Significant slowdown after 0.12 migration & CodePoints on large forms (midsize Halogen app)

Update: it turns out the root of the problem was switching to code points instead of code units for string functions, coupled with a terribly inefficient function that was causing major VDOM redraws. Lessons:

  • browser profiling is your friend
  • use code points for correctness, but know they are extremely slow, so use code units for performance as needed

We have a large Halogen application in production. Most of the pages involved are pretty simple, but we have a few large, complex forms. The forms have a few dozen fields and some of them are fairly complex typeaheads, calendar pickers, and so on, while most of them are text fields.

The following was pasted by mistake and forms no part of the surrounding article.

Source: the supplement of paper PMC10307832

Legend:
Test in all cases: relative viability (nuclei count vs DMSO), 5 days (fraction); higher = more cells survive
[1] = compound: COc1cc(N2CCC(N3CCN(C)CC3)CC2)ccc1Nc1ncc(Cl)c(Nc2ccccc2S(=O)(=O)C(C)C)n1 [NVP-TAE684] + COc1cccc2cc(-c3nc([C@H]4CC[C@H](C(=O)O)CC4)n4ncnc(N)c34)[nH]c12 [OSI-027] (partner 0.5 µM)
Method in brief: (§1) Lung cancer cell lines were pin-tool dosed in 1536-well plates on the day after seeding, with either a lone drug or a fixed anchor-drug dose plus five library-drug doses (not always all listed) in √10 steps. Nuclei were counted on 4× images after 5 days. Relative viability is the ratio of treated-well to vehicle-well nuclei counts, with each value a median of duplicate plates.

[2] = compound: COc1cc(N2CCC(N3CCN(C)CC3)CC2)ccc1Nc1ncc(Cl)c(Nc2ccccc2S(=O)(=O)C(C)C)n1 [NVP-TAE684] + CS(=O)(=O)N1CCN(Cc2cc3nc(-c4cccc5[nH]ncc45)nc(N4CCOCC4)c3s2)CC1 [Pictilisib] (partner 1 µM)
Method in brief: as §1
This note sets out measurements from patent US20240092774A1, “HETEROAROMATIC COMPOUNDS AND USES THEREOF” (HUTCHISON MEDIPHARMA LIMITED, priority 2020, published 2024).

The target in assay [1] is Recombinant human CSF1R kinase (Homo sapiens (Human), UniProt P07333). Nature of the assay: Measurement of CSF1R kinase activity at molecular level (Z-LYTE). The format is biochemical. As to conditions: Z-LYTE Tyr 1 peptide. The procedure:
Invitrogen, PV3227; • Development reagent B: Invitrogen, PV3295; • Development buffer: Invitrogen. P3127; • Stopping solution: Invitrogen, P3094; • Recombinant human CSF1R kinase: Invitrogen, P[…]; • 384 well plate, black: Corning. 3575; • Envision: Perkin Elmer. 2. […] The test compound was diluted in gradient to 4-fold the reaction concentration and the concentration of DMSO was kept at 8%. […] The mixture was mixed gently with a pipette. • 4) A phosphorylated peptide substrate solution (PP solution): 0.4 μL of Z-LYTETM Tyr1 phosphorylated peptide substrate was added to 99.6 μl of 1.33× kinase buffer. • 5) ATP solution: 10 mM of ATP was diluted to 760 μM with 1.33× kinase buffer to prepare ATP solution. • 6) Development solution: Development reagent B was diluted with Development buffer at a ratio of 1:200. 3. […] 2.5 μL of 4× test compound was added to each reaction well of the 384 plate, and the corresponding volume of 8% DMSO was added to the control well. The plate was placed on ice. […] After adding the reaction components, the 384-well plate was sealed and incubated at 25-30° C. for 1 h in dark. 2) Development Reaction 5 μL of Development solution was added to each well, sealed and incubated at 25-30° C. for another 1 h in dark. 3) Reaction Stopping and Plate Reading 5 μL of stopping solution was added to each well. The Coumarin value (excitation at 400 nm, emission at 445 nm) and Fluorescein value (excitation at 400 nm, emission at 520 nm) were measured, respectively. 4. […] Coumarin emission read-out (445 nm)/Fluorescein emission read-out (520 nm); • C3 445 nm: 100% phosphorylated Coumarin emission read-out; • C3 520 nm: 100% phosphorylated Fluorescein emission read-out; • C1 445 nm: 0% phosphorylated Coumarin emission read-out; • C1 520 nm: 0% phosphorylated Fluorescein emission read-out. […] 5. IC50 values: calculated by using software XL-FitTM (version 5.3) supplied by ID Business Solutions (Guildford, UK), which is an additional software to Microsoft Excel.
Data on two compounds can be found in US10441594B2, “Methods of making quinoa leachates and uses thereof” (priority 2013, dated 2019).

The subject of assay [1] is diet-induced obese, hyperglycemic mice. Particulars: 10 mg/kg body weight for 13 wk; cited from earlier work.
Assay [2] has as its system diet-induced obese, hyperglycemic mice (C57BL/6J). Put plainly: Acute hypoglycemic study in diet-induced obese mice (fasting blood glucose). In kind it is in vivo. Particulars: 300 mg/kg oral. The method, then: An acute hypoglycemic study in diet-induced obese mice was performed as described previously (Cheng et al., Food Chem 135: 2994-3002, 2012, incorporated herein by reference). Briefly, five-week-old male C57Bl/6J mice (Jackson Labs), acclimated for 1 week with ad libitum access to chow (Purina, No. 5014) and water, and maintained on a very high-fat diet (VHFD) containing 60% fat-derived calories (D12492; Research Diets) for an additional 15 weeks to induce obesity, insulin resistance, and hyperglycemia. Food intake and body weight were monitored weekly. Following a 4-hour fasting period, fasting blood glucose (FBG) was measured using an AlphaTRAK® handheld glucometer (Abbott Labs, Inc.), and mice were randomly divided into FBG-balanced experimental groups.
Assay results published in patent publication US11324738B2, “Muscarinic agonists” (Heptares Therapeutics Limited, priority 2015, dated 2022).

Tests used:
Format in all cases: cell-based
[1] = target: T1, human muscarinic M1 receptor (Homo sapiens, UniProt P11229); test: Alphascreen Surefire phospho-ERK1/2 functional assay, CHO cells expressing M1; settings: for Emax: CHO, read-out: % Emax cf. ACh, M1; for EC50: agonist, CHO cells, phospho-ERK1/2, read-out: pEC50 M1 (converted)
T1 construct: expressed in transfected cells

Usually these large forms render out quickly and register updates instantly. However, we’ve just migrated the application to 0.12 and that’s no longer true. The input fields have become laggy, the typeaheads take a while to respond and open, even animations and cursors are sluggish.

This has been a surprise because we changed no logic in the transition – we just changed imports around, deleted effect rows, and so on. The only places where functions changed was in using liftEffect or identity instead of their previous names.

Has anyone else experienced something like this after migrating a Halogen application to 0.12?

Troubleshooting

We’ve taken a few steps to check what’s going on.

  • We verified that this code pre-0.12 worked properly (no lagginess)
  • We verified we haven’t changed the underlying logic, just changed types and a few function names
  • We verified that other, smaller pages do not have this same problem
  • We verified that the form speeds up more and more the more fields we delete from it, until with a handful of fields it is snappy and responsive again

Possibilities